Bllomberg Space, 50 Finsbury Square, London EC2A 1HD


Bloomberg Space

10 July - 19 September 2015

Review by Phoebe V. Bradford

A sharp and hypnotic film commission at Bloomberg Space announces the latest work of British artist David Blandy. ‘HERCULES: ROUGH CUT’ combines fragmented imagery and poetic language to create an aesthetic medley of cultural perceptions that represent the city of London today. As part of a larger programme of four projects organised by Bloomberg Space, Blandy’s film is the third to be exhibited in the gallery’s 2015 series ‘The Homecoming’.

The title of Blandy’s exhibition comes from the ancient Greek mythology of Heracles, alternatively named Hercules in Roman mythology. The way in which each mythos differed in both title and story drew Blandy’s interest, inspiring him to create an intensified and manipulated visual history of London’s cultural and architectural narrative. The exhibition emerges within a reversed white cube. The black walls and floor smother the space to create a perfect film gallery where several screens populate the dark abyss of Bloomberg’s exhibition space.

The film ‘HERCULES: ROUGH CUT’ feeds viewers rapid fire rotating imagery sourced from Bloomberg’s hefty archive of global financial news footage. Depictions of London’s evening cityscape glitter across the monitors, interchanging and revolving around images of ancient Greek temples, modern day factories and cosmetic shop shelves. Synchronous with Blandy’s archival finds, is the film’s booming voiceover. In a narrative generated from an array of poetic sources including William Blake, Thomas Moore and the Beat Poets of the 1950s, Blandy brings street slang to the fore using wise words from these literary greats. The narration maintains a pulsating rhythm, accompanied by the beat of quiet music that has a mesmerising effect on those watching.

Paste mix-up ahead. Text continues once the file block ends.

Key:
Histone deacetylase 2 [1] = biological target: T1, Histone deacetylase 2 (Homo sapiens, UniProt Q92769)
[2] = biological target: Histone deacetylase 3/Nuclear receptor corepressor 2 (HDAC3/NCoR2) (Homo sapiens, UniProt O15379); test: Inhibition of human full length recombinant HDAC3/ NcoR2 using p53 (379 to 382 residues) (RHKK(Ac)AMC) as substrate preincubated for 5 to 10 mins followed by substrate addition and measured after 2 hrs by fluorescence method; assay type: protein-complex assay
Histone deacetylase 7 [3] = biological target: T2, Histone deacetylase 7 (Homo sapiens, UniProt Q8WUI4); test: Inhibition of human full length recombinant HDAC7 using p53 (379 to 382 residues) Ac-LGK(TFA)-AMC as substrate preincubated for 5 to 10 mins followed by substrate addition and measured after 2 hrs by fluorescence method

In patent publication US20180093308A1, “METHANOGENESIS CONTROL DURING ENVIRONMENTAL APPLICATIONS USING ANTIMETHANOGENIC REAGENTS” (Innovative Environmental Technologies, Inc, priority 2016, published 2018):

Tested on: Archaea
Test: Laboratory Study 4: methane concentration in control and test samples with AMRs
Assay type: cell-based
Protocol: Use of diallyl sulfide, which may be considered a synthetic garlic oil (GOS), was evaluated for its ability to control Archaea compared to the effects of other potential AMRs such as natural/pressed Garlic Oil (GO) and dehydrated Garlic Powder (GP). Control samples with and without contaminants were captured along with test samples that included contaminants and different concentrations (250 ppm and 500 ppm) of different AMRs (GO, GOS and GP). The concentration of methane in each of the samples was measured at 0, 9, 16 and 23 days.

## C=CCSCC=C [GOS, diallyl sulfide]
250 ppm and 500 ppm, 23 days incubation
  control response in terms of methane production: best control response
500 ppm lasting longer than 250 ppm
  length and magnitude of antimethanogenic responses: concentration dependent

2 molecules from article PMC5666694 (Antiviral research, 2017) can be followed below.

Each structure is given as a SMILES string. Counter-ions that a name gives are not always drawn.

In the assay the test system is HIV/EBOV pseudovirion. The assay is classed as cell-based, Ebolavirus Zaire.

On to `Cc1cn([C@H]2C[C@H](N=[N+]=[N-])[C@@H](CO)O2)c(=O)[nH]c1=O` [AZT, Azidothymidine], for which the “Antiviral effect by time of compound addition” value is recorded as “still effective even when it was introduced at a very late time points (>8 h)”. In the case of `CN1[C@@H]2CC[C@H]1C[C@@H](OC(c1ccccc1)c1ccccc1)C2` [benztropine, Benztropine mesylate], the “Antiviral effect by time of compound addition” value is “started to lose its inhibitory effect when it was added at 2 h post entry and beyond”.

Written words accompany the exhibition’s projected imagery. Terms such as ‘Mythos’, ‘Knowledge’ and ‘Civilisation’ rule the screen alongside the fragmented dreamlike photographs. The film rotates within many layers on screen. Blandy takes this to another plane by physically rotating the monitors in the space at a steady speed. By doing so, the exhibition deepens its immersive qualities and fully asserts its piercing ability to frame London’s cultural history from a technological perspective.

‘HERCULES: ROUGH CUT’ is a linguistic bombardment of distorted pictorial puzzles. The engaging and culturally inquisitive film brings a freshness to digital and new media work. The booming, slam poetry-esque tale of London’s historical development gives new dimension its technology, culture and mythology, allowing loyal London-dwellers to assimilate their home through a mish-mash of lucid dream and uncanny reality.

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